The nature of executive dysfunction in youth with disruptive behavior disorders (DBD) remains unclear, despite extensive research in samples of children with attention-deficit hyperactivity disorder (ADHD). To determine the relationship between DBD, ADHD, and executive function deficits in aggressive teens, adolescents with DBD and comorbid ADHD (DBD+ADHD; n=25), DBD without ADHD (DBD-ADHD; n=23), and healthy controls (HC; n=25) were compared on neurocognitive tests and questionnaires measuring executive functioning. Teens with DBD+ADHD performed worse on both neurocognitive and questionnaire measures of executive function than the DBD-ADHD and HC groups. Results suggest that subgroups of DBD may exist depending on the presence or absence of comorbid ADHD, which may have implications for the selection and efficacy of treatment strategies.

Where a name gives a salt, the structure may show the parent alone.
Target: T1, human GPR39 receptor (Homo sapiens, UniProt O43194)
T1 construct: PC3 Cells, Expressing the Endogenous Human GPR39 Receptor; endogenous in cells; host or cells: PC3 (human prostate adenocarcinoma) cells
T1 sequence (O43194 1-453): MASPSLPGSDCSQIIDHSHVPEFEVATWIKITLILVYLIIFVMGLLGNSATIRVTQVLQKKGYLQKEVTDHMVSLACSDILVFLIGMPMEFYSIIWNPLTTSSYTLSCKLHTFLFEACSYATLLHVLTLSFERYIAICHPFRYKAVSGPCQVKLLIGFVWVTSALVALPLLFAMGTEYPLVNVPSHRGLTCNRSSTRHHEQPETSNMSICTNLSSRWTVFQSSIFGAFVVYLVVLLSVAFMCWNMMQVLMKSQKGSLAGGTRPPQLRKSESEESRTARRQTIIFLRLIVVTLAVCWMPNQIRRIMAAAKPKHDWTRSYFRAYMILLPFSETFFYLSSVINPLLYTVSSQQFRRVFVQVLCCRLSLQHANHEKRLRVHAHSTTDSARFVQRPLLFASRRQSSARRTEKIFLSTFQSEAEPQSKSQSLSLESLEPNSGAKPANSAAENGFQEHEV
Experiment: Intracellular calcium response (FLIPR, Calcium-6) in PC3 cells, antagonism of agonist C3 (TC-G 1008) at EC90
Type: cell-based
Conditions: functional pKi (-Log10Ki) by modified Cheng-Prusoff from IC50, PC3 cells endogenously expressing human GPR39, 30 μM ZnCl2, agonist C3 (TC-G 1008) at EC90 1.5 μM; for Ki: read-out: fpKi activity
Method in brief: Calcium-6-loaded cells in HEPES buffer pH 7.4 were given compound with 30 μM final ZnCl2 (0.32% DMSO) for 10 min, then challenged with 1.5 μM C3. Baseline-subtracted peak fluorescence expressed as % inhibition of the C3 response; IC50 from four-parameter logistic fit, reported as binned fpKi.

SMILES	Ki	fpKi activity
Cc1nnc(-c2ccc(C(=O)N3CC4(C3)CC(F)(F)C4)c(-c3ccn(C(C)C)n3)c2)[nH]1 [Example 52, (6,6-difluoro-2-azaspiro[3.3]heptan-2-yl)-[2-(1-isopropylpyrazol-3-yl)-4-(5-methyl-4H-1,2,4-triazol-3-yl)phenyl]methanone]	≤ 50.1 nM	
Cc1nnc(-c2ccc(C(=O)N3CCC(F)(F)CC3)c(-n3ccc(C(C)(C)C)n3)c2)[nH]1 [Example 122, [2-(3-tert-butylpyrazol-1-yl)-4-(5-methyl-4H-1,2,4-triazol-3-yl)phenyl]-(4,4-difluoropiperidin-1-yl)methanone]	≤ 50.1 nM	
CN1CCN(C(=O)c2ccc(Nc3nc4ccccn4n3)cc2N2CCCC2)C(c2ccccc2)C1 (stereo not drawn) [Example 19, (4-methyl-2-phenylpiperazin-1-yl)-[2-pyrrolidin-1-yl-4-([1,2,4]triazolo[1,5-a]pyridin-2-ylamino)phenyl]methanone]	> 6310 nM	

- Attention-deficit hyperactivity disorder
- Conduct disorder
- Executive function
- Oppositional-defiant disorder
ASJC Scopus subject areas
- Developmental and Educational Psychology
- Psychiatry and Mental health